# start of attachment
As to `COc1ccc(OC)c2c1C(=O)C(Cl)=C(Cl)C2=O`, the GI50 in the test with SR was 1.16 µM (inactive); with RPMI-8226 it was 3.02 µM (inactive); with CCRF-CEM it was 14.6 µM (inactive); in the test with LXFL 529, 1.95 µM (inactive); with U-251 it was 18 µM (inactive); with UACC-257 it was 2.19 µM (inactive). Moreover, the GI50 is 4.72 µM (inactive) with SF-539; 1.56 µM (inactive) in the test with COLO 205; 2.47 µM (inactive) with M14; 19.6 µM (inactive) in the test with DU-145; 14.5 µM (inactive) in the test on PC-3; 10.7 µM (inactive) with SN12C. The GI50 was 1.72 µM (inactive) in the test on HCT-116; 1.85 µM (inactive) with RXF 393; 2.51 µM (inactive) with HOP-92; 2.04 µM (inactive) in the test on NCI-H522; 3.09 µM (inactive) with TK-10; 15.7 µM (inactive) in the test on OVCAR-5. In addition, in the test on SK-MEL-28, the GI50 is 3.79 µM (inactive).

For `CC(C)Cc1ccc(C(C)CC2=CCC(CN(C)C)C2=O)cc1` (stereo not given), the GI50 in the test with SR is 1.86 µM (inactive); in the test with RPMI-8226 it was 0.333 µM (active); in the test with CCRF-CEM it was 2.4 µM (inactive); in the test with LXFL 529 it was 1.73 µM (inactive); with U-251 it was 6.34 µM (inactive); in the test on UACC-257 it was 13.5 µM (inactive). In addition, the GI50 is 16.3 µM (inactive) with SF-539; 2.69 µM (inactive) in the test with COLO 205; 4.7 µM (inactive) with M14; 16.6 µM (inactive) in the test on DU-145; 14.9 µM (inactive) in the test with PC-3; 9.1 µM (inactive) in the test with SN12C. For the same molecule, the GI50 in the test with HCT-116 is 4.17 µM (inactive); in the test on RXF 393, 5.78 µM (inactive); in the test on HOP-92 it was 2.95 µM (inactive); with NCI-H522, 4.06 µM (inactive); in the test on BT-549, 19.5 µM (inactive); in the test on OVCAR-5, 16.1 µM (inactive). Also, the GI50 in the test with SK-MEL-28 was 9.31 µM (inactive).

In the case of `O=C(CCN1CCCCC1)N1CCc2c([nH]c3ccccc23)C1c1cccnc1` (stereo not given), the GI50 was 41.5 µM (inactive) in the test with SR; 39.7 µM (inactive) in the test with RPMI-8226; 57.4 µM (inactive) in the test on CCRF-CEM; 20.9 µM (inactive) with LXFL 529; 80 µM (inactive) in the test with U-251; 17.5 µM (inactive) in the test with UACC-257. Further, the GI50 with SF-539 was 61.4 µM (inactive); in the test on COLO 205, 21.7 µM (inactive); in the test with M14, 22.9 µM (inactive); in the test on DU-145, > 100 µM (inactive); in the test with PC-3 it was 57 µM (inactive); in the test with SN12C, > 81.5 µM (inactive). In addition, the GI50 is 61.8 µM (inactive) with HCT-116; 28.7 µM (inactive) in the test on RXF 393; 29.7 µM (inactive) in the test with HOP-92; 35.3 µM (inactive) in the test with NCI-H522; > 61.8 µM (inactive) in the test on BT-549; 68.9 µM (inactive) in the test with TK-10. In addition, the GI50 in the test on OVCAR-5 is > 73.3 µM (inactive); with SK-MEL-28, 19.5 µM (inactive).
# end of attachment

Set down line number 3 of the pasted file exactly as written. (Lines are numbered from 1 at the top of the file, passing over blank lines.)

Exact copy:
In the case of `O=C(CCN1CCCCC1)N1CCc2c([nH]c3ccccc23)C1c1cccnc1` (stereo not given), the GI50 was 41.5 µM (inactive) in the test with SR; 39.7 µM (inactive) in the test with RPMI-8226; 57.4 µM (inactive) in the test on CCRF-CEM; 20.9 µM (inactive) with LXFL 529; 80 µM (inactive) in the test with U-251; 17.5 µM (inactive) in the test with UACC-257. Further, the GI50 with SF-539 was 61.4 µM (inactive); in the test on COLO 205, 21.7 µM (inactive); in the test with M14, 22.9 µM (inactive); in the test on DU-145, > 100 µM (inactive); in the test with PC-3 it was 57 µM (inactive); in the test with SN12C, > 81.5 µM (inactive). In addition, the GI50 is 61.8 µM (inactive) with HCT-116; 28.7 µM (inactive) in the test on RXF 393; 29.7 µM (inactive) in the test with HOP-92; 35.3 µM (inactive) in the test with NCI-H522; > 61.8 µM (inactive) in the test on BT-549; 68.9 µM (inactive) in the test with TK-10. In addition, the GI50 in the test on OVCAR-5 is > 73.3 µM (inactive); with SK-MEL-28, 19.5 µM (inactive).